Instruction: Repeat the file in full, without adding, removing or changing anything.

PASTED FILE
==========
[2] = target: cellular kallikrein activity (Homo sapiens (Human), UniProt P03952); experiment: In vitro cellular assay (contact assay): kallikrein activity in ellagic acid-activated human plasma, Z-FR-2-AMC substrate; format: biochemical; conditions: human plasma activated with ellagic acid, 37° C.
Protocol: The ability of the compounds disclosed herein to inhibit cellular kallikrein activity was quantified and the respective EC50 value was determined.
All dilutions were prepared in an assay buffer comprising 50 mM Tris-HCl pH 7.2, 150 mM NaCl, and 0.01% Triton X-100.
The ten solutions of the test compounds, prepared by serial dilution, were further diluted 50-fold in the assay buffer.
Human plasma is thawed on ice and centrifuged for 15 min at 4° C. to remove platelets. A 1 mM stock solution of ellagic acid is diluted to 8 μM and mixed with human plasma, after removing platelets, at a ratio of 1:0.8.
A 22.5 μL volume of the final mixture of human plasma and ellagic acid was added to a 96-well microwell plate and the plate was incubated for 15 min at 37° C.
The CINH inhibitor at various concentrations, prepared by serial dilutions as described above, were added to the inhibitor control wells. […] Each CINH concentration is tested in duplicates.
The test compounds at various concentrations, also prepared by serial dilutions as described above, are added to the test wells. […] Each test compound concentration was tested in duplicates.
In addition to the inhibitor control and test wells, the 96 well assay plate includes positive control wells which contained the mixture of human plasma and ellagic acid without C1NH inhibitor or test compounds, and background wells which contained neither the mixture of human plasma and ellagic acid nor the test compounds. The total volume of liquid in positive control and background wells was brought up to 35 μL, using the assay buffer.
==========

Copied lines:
[2] = target: cellular kallikrein activity (Homo sapiens (Human), UniProt P03952); experiment: In vitro cellular assay (contact assay): kallikrein activity in ellagic acid-activated human plasma, Z-FR-2-AMC substrate; format: biochemical; conditions: human plasma activated with ellagic acid, 37° C.
Protocol: The ability of the compounds disclosed herein to inhibit cellular kallikrein activity was quantified and the respective EC50 value was determined.
All dilutions were prepared in an assay buffer comprising 50 mM Tris-HCl pH 7.2, 150 mM NaCl, and 0.01% Triton X-100.
The ten solutions of the test compounds, prepared by serial dilution, were further diluted 50-fold in the assay buffer.
Human plasma is thawed on ice and centrifuged for 15 min at 4° C. to remove platelets. A 1 mM stock solution of ellagic acid is diluted to 8 μM and mixed with human plasma, after removing platelets, at a ratio of 1:0.8.
A 22.5 μL volume of the final mixture of human plasma and ellagic acid was added to a 96-well microwell plate and the plate was incubated for 15 min at 37° C.
The CINH inhibitor at various concentrations, prepared by serial dilutions as described above, were added to the inhibitor control wells. […] Each CINH concentration is tested in duplicates.
The test compounds at various concentrations, also prepared by serial dilutions as described above, are added to the test wells. […] Each test compound concentration was tested in duplicates.
In addition to the inhibitor control and test wells, the 96 well assay plate includes positive control wells which contained the mixture of human plasma and ellagic acid without C1NH inhibitor or test compounds, and background wells which contained neither the mixture of human plasma and ellagic acid nor the test compounds. The total volume of liquid in positive control and background wells was brought up to 35 μL, using the assay buffer.